Zahid and Najib – among the Umno leaders who were put on trial for corruption following their 2018 election defeat – are at odds with Muhyiddin over the party purportedly being made to play second fiddle within the alliance to the prime minister’s smaller Bersatu party.
These Umno leaders had previously demanded the deputy prime ministership – a request to which Muhyiddin is believed to have agreed, with the condition that the position should not be held by Zahid because of his ongoing criminal trial.
“In this situation, I predict that Umno and Barisan Nasional under the influence of the party president will officially announce the rejection of cooperation with Bersatu and Perikatan Nasional for the upcoming general elections, inexplicably showing that their cooperation was temporary,” Nadzri said.
Azmi Khalid, an observer of local political and economic affairs, said he believed there would be at least some discussions on a future beyond the current Najib-Zahid leadership regime.
Nonetheless, other analysts said that those who were hoping for immediate answers as to the party’s future were unlikely to get them this weekend.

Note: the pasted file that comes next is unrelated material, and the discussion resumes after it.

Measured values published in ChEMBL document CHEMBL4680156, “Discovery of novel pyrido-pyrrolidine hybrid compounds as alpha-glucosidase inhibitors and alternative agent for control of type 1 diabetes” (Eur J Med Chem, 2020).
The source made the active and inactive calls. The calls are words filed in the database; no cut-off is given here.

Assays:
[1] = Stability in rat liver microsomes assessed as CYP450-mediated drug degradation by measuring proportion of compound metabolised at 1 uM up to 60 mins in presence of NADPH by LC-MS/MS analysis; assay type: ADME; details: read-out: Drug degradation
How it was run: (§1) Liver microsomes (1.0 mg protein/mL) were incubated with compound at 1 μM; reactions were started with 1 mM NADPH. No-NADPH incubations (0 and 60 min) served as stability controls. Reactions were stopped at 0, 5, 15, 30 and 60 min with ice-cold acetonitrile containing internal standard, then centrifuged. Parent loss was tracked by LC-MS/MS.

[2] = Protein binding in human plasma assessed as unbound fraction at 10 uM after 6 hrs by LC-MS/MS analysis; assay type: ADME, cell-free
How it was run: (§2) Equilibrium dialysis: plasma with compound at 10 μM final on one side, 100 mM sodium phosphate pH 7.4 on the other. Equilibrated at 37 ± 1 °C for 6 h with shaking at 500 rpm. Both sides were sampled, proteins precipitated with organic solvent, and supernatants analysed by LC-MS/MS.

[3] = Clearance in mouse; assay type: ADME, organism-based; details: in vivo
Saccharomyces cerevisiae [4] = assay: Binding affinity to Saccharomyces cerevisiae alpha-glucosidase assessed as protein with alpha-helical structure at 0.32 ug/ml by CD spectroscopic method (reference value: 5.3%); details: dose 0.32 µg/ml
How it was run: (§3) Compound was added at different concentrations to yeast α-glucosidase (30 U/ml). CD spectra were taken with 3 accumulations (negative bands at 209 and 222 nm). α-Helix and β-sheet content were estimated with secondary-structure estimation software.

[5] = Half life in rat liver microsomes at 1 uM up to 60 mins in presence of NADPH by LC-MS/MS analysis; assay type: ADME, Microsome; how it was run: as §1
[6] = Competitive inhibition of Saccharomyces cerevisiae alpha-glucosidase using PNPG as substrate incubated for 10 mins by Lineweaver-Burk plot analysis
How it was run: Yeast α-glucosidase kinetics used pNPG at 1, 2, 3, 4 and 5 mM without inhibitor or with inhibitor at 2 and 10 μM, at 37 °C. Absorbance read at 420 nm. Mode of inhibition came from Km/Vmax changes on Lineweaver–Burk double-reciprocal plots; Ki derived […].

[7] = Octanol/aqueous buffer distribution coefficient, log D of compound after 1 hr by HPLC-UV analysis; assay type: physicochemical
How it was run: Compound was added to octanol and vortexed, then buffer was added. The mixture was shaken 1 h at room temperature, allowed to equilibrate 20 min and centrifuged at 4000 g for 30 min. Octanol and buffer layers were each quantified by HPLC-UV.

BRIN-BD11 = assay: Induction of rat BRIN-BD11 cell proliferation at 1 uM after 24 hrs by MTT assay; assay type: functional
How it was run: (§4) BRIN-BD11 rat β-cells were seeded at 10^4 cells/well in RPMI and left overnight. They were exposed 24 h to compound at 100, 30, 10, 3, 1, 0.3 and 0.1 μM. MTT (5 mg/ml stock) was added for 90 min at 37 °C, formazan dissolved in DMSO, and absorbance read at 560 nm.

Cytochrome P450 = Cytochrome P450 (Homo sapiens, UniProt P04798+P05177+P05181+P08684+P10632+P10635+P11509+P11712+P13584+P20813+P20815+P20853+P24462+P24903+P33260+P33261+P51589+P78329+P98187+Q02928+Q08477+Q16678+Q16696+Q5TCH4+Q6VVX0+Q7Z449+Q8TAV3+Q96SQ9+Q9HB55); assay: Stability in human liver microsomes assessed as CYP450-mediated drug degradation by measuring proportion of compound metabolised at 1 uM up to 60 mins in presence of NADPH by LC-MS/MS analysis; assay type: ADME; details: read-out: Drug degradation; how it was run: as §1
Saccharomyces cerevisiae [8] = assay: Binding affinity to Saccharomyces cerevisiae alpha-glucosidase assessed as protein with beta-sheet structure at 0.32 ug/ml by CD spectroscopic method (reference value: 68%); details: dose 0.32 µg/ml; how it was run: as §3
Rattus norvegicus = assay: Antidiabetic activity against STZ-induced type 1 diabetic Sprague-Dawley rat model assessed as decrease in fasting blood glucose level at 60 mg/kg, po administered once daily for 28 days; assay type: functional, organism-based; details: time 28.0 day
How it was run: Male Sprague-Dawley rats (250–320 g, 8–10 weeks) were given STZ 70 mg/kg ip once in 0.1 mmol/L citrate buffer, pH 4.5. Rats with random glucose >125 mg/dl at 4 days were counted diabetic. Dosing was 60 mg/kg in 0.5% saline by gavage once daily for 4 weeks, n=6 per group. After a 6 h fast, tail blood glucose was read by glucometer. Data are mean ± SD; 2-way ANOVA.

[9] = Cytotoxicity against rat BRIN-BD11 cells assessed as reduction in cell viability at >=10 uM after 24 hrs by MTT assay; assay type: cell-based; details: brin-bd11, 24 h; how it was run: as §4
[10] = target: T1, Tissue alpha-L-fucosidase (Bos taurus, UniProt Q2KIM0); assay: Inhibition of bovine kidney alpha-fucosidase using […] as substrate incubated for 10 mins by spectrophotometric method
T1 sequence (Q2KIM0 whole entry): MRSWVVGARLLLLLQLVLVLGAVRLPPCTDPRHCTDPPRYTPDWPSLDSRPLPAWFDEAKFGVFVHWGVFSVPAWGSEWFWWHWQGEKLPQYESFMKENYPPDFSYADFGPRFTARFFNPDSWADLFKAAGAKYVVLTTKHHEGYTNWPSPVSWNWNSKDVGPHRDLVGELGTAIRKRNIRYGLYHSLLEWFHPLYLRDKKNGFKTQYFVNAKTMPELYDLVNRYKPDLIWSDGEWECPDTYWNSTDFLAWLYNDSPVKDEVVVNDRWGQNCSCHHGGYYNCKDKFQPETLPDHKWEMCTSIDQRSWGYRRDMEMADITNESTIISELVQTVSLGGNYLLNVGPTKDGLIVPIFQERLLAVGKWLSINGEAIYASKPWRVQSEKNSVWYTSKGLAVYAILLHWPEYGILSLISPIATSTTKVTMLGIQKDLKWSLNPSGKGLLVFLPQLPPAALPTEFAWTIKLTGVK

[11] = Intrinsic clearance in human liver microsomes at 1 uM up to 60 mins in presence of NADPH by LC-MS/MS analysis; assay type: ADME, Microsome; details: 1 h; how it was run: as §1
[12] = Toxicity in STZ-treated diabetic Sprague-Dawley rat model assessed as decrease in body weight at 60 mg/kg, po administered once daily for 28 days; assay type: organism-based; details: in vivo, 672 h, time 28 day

Shazwan Mustafa Kamal, a senior associate with the political and policy risk consultancy Vriens and Partners, said the infighting would likely remain for now.
“A small faction within Umno is currently lobbying hard for the party to continue their alliance with Bersatu and, by extension, the Perikatan Nasional ruling coalition,” he said. “While the pro-Bersatu Umno lobby will likely make their case known during the [meeting], we can expect Zahid to exert his authority.”
Asyraf, Umno’s youth chief, was dismissive of the supposed fission in the party when questions about it were put to him. Instead, he said the “beauty” of the Umno AGM was that it best exemplified how the party was in fact a broad-based organisation that embraced diversity.
“Delegates with the mandate from the ground can ask openly and criticise the leadership within the context of the theme of the year, and when the delegates have decided and voted on a specific resolution, the party will stick to it, from top leadership to the ground,” he said.
“The Umno AGM all this while – since the beginning – has been the point of unity for all members, regardless of differences.”
Analysts expect a myriad of other issues to be discussed, including Umno’s relationship with the Islamist Parti Islam Se-Malaysia (PAS). The two parties, once rivals, forged a formal alliance in the aftermath of the 2018 polls as part of efforts to boost support among Malays.
PAS is, however, also part of Muhyiddin’s ruling Perikatan Nasional, and has so far indicated that it backs the prime minister’s leadership. Asyraf said Umno hoped to “hold and strengthen” its relationship with PAS.
Analyst Shazwan said for now it was Zahid who would chart the course on such matters, adding that if the former deputy prime minister was able to prove that he had a plan to lift the party out of its current doldrums and back to its past glories, the rank and file were likely to abide by his strategy.